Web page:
Sunday, 1 February 2015
A grand day out.
We have a very civilised tradition in my office. For the last half hour of the working week we senior chaps (No girls) meet in one of our offices (the one with the fridge) and enjoy a beer together discussing politics, the weather, women, whatever takes our fancy. It finishes the week off nicely and if the truth be told if you want to influence company policy, bring it up at the soiree.
It was a natural progression to organise an outing and the chance came up to obtain tickets for us all for the rugby at Leicester Tigers for the cup game v Northampton Saints so a derby to boot. I decided from the off I would travel by train and the rest of the contingent decided to follow suit and come over to Hykeham to travel together so bacon rolls were provided and off we all went.
Apart from an occasional visit to the Lindum this was my first experience of rugby and, as I was missing a City home game, it was inevitable that my mind mused on the similarities between watching the two sports. It’s an unfair comparison as Leicester are at the absolute top of the rugby pyramid and Lincoln City aren’t and never will be at the top of theirs although the top players were not in evidence as they are all in the midst of preparations or already playing in internationals.
Leaving aside the relative skills and the fact that the game was a 24000 sell out I felt that a trip to Sincil Bank could prove a more exciting spectacle although of course I am not a die hard rugby fan, the round ball is my passion. However, and I’m going to sound really old fashioned here, if I was taking my wife and daughter to a game rugby is a far safer option. That’s not to say Sincil Bank is a bearpit because it’s not, particularly if you sit as I do in the Echo stand but nevertherless in terms of crowd behaviour, sporting attitude and general orderliness rugby wins hands down. The crowd are not segregated, no police in evidence and considering virtually everyone had a drink in their hands and got through more than a few (how City could do with those bar takings) then the lack of any unpleasantness at all made a very nice change.
Of course that very policy of allowing fans home and away to mingle did rather detract from the atmosphere and the sad fact that football fans are not permitted to mingle does increase the possibility of organised singing and chanting that is so much a part of British football. It was pleasant though to be in such a large crowd, inebriated as some of them were and to experience such a friendly and sporting ambience. For all our lowly existence at present though Association Football can still be the beautiful game and frequently is so I will be sticking to my Imps allegiance, in the blood as it is.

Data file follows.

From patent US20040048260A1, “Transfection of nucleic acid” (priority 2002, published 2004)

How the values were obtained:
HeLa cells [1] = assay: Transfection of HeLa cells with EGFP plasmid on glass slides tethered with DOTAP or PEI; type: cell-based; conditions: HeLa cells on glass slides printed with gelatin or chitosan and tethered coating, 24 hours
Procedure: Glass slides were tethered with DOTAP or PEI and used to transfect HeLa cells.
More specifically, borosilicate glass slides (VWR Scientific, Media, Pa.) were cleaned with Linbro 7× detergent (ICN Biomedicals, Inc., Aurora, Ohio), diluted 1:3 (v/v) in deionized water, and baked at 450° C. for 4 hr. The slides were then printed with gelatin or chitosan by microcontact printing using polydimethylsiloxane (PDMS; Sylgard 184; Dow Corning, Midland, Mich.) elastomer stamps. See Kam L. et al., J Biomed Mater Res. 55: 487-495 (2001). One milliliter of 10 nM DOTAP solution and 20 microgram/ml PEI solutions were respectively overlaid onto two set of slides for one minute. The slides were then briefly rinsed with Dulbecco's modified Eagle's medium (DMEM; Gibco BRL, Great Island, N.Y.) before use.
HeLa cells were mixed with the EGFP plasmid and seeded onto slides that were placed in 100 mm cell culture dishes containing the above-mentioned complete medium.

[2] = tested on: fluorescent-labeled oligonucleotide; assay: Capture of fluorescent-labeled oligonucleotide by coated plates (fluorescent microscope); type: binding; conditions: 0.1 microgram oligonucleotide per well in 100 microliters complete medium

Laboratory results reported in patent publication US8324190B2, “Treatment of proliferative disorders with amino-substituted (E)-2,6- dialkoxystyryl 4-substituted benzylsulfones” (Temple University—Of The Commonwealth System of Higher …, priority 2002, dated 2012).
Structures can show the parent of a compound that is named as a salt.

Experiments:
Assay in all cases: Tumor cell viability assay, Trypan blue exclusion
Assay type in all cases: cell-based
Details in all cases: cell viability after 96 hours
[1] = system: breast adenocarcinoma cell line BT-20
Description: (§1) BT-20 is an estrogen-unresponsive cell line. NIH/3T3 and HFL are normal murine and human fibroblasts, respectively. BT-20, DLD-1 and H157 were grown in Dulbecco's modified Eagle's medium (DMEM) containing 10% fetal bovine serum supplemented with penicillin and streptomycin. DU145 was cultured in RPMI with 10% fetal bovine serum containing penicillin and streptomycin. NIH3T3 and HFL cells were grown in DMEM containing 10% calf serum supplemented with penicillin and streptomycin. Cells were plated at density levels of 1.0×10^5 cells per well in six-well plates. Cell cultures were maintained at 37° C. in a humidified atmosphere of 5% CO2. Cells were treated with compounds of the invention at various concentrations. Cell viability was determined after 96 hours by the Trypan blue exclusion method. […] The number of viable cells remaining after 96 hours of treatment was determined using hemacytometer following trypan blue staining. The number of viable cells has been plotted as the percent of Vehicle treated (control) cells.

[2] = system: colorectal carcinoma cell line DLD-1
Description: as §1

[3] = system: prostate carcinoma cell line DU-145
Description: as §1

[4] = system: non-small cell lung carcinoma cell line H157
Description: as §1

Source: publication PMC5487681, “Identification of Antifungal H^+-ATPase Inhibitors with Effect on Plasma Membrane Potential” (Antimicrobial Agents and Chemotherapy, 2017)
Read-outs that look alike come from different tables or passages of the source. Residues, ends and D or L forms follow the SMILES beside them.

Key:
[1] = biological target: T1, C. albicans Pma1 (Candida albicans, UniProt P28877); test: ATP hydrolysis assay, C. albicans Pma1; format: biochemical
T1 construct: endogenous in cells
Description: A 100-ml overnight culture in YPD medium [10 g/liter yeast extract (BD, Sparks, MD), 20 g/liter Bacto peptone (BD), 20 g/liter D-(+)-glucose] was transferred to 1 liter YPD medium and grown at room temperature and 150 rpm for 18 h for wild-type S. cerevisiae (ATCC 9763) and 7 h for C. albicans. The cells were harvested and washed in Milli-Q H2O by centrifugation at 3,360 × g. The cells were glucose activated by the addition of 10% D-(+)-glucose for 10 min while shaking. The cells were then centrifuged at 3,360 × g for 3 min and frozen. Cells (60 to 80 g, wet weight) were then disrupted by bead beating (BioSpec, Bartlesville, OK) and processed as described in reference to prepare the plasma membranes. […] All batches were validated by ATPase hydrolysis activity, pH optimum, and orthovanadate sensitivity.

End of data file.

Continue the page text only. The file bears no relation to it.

All of which brings us on to matters Lincoln and my interest in the home fixture v Dover had to be satisfied via the smart phone but it’s a lot easier to follow the fortunes of your team when on your travels these day than it was so I left Welford Road fully up to speed with City’s latest home victory although I can’t on this occasion describe how it was achieved. The fact that the 1.0 victory was achieved cannot be overstated as Dover were a very tough nut to crack. The legendary Dean Walling said in his weekly column in the Echo that City could not be described as promotion or even play off chasing material as they did not occupy a top five league position. I don’t agree with that. I think if you are in a position to be in the top five by the end of the regular season then you are in the chase and can be described as such. In any event, as I said previously if City can overcome their away blues and come away from Alfreton on Tuesday with three points everyone, and that includes Mr Walling will have to sit up and take notice. I’m sure having always read his comments in the paper with interest and knowing that in his heart he is an Imp still, nothing will please him more.